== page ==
I also have a rare cat plant sprouting from a pot on my porch:

Here's a shot of the two weigelas together:

The cat plant is very hardy and this particular variety is dog-resistant:

Happy gardening!

Thursday, May 13, 2010

Uh oh, a new neighbor

A new neighbor moved in. I saw him trespassing through my backyard the other day. He may be trouble - for my garden.

My new neighbor is a groundhog. Here are his digs:

This cozy little hole is located next to my yard , dug into the low, privacy hill that acts as a buffer between the park next door and my house.


Monday, May 10, 2010

Frosty freezies

Boy am I glad I covered my tender little plants last night. We did indeed have a freeze. In my community garden plot we covered 24 little plants with large, plastic party cups. When I went to remove them this morning, I surveyed the few other plots which had already been planted by other gardeners. It's sad to report that those plants were badly frost damaged and I don't think they'll make it.

My tomatoes and peppers and basil are all fine. Those little plastic cups did the trick. I'll have to cover them again this evening - there may be another frost.

I guess I have an advantage in living so close to the community gardens. They're literally a three minute walk away, so I don't have to hop in the car and drive anywhere. It's easy to pop over there to water, or cover things against a frost.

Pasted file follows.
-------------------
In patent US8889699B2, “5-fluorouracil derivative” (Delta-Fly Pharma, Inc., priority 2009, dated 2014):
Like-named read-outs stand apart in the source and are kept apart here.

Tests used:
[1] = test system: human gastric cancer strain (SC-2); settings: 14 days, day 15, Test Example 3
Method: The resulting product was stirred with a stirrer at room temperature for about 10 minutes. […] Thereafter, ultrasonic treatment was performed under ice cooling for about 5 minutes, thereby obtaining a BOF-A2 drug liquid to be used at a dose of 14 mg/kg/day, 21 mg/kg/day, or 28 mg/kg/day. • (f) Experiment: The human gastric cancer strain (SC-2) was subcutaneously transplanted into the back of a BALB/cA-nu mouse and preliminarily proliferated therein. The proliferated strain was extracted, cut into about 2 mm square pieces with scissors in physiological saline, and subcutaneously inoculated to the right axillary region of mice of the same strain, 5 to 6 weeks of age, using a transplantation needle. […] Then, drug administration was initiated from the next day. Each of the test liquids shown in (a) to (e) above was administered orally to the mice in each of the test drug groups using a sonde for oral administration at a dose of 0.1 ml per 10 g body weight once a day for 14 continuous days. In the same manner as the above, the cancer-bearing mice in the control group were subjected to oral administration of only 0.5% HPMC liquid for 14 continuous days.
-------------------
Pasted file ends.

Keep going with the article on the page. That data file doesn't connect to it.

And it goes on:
Sunday, May 9, 2010

Everything's coming up roses!

My son and my husband and I planted three rose bushes out front. It's been cloudy and rainy, but when the sun came out for a few brief minutes, I sent my son out to take a few photos:

We put them up by the mailbox, behind the lilies. We had to raise the bed a bit for the roses, so I hauled a bunch of stones from the back (left behind by the ice-age glaciers and piled up by the farmer that used to farm these environs) to ring the area and hold in the extra soil.

My son and daughter gave me these two beautiful hanging baskets for Mother's Day. They look so pretty along with my young azaleas:

There is supposed to be a hard freeze tonight, so in honor of Mother's Day, everyone will have to help me cover tender plants in my gardens this evening. Hooray for Mother's Day!

Tuesday, May 4, 2010

Planting the killer vegetable garden

And what I mean by that, is that planting my vegetables has nearly killed me. I'll feel better soon, though. I popped an Aleve 30 minutes ago.

Phew! Three garden plots planted. My medicinal herb garden went in first, over the weekend. My community gardens plot went in yesterday, with the help of my son. And the plot at the way back of my yard went in today.

Here is my medicinal herb garden. It's in a half-wheel shape with different plants in each of the nine 'spokes' (and something in the half-hub). I have string marking the spokes right now, but the bricks are there for when the plants have grown and the string is gone.:

Each spoke is labeled:

Here's the plot way back in the wild parts of the yard, half in sun, half in shade at this time of day. You can't really make them out, but there are three elderberry bushes way back there, too. My daughter gave them to me for my last birthday:

I don't have a picture of my community garden plot. I'll get one and post it later.